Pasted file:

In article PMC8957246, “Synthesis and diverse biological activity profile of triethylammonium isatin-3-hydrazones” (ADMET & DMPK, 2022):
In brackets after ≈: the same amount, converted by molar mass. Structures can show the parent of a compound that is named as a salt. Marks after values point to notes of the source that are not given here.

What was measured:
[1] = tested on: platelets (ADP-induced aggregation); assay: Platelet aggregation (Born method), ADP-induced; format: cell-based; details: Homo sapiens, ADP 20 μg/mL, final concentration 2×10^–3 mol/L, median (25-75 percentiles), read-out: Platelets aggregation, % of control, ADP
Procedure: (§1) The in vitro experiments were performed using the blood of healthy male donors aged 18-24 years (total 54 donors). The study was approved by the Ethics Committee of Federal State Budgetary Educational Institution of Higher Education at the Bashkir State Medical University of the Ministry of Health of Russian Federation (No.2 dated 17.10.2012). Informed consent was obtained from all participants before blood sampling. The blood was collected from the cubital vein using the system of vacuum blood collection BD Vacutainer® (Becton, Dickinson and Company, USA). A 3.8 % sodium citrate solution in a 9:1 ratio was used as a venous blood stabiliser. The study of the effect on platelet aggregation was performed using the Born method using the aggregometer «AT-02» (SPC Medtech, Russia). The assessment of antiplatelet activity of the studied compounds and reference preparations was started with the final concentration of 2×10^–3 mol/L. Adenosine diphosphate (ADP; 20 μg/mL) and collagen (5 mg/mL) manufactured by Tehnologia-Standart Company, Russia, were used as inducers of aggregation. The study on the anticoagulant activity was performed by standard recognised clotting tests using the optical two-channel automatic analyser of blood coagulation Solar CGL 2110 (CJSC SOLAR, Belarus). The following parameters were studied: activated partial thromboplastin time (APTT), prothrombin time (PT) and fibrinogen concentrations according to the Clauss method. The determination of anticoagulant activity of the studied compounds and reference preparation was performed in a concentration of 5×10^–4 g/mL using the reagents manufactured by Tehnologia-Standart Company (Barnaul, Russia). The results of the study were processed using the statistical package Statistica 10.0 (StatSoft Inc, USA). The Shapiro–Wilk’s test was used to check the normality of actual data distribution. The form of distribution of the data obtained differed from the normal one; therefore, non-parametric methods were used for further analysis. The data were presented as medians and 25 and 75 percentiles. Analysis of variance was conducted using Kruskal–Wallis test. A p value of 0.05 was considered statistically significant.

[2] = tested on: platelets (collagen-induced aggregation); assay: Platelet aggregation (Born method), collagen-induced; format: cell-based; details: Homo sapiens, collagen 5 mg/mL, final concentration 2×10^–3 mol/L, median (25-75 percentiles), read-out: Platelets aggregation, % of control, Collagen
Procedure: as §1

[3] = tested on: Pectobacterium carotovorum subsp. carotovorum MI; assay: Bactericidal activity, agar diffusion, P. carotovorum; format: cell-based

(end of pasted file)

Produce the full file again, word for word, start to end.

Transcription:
In article PMC8957246, “Synthesis and diverse biological activity profile of triethylammonium isatin-3-hydrazones” (ADMET & DMPK, 2022):
In brackets after ≈: the same amount, converted by molar mass. Structures can show the parent of a compound that is named as a salt. Marks after values point to notes of the source that are not given here.

What was measured:
[1] = tested on: platelets (ADP-induced aggregation); assay: Platelet aggregation (Born method), ADP-induced; format: cell-based; details: Homo sapiens, ADP 20 μg/mL, final concentration 2×10^–3 mol/L, median (25-75 percentiles), read-out: Platelets aggregation, % of control, ADP
Procedure: (§1) The in vitro experiments were performed using the blood of healthy male donors aged 18-24 years (total 54 donors). The study was approved by the Ethics Committee of Federal State Budgetary Educational Institution of Higher Education at the Bashkir State Medical University of the Ministry of Health of Russian Federation (No.2 dated 17.10.2012). Informed consent was obtained from all participants before blood sampling. The blood was collected from the cubital vein using the system of vacuum blood collection BD Vacutainer® (Becton, Dickinson and Company, USA). A 3.8 % sodium citrate solution in a 9:1 ratio was used as a venous blood stabiliser. The study of the effect on platelet aggregation was performed using the Born method using the aggregometer «AT-02» (SPC Medtech, Russia). The assessment of antiplatelet activity of the studied compounds and reference preparations was started with the final concentration of 2×10^–3 mol/L. Adenosine diphosphate (ADP; 20 μg/mL) and collagen (5 mg/mL) manufactured by Tehnologia-Standart Company, Russia, were used as inducers of aggregation. The study on the anticoagulant activity was performed by standard recognised clotting tests using the optical two-channel automatic analyser of blood coagulation Solar CGL 2110 (CJSC SOLAR, Belarus). The following parameters were studied: activated partial thromboplastin time (APTT), prothrombin time (PT) and fibrinogen concentrations according to the Clauss method. The determination of anticoagulant activity of the studied compounds and reference preparation was performed in a concentration of 5×10^–4 g/mL using the reagents manufactured by Tehnologia-Standart Company (Barnaul, Russia). The results of the study were processed using the statistical package Statistica 10.0 (StatSoft Inc, USA). The Shapiro–Wilk’s test was used to check the normality of actual data distribution. The form of distribution of the data obtained differed from the normal one; therefore, non-parametric methods were used for further analysis. The data were presented as medians and 25 and 75 percentiles. Analysis of variance was conducted using Kruskal–Wallis test. A p value of 0.05 was considered statistically significant.

[2] = tested on: platelets (collagen-induced aggregation); assay: Platelet aggregation (Born method), collagen-induced; format: cell-based; details: Homo sapiens, collagen 5 mg/mL, final concentration 2×10^–3 mol/L, median (25-75 percentiles), read-out: Platelets aggregation, % of control, Collagen
Procedure: as §1

[3] = tested on: Pectobacterium carotovorum subsp. carotovorum MI; assay: Bactericidal activity, agar diffusion, P. carotovorum; format: cell-based